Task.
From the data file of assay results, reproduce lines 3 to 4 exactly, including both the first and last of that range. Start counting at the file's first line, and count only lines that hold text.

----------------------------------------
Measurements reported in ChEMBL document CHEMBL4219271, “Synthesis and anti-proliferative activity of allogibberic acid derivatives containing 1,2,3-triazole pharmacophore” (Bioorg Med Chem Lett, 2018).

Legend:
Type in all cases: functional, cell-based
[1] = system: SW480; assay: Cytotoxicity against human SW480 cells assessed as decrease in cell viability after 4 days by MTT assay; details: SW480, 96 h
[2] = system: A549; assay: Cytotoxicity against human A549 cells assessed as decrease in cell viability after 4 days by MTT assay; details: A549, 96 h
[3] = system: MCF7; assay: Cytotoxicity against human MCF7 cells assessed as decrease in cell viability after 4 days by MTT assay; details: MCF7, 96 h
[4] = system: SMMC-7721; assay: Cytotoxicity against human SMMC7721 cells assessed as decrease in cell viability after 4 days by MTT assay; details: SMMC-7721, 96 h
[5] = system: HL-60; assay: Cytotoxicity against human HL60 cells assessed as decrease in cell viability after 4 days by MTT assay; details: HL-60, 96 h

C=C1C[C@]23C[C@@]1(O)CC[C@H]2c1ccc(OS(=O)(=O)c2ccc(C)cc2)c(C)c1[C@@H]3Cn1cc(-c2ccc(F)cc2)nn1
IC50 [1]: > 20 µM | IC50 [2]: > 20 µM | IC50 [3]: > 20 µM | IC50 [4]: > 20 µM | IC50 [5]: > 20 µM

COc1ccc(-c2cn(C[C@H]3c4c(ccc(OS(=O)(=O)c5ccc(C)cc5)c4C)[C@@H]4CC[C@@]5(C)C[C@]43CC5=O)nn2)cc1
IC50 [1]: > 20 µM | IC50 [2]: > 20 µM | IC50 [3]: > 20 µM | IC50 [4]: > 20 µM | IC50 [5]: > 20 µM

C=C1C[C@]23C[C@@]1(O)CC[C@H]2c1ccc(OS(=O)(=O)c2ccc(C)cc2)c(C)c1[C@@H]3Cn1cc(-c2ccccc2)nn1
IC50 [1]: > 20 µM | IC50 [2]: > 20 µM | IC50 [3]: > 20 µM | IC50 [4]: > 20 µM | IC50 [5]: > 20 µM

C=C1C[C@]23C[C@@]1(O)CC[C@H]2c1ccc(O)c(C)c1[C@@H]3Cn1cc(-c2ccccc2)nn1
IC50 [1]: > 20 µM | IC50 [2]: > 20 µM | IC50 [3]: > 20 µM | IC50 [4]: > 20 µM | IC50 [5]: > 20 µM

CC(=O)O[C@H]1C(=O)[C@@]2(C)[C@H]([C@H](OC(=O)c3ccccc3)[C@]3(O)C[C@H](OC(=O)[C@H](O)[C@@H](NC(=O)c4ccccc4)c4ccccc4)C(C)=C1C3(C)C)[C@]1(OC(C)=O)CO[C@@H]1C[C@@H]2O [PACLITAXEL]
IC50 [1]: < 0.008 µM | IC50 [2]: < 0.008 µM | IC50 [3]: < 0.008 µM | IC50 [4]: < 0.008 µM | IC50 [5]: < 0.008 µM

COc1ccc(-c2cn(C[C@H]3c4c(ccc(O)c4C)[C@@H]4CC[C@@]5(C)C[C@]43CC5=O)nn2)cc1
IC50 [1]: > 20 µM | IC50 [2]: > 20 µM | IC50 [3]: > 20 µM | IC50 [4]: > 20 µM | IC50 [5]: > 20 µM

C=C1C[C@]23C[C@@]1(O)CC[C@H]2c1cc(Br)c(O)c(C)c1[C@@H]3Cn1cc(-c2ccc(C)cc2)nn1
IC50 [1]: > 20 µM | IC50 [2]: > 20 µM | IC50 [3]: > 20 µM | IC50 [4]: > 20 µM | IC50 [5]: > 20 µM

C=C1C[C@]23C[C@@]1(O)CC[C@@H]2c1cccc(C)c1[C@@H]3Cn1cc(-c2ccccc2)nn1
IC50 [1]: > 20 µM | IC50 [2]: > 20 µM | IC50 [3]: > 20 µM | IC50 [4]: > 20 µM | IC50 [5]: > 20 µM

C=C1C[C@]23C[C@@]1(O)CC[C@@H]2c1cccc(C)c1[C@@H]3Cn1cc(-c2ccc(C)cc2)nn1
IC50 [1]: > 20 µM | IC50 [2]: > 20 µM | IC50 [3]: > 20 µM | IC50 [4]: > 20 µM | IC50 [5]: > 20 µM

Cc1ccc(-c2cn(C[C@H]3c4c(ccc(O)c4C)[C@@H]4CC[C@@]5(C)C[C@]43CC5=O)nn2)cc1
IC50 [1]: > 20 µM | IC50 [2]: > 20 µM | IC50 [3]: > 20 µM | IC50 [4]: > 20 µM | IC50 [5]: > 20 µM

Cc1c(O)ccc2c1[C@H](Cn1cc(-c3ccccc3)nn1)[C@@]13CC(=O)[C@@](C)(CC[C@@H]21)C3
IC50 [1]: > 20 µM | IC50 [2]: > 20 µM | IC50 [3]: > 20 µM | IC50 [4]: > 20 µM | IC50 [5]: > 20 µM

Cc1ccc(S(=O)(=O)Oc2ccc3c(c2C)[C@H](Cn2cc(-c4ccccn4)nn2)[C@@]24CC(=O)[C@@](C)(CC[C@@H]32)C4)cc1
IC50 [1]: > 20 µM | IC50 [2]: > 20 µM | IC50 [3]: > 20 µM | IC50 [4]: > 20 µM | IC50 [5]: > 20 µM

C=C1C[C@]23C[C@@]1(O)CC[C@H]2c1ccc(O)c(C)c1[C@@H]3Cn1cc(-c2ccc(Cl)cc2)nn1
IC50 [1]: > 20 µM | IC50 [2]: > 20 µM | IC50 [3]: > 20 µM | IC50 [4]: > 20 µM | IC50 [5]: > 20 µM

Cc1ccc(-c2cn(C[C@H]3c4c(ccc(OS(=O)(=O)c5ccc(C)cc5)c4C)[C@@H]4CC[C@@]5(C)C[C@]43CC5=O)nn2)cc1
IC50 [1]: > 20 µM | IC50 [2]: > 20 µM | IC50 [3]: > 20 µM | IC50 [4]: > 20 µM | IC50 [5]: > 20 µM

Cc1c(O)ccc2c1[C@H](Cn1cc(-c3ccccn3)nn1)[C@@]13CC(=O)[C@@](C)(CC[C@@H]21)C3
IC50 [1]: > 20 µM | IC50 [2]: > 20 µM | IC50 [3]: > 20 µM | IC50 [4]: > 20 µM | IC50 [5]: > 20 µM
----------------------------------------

Type in all cases: functional, cell-based
[1] = system: SW480; assay: Cytotoxicity against human SW480 cells assessed as decrease in cell viability after 4 days by MTT assay; details: SW480, 96 h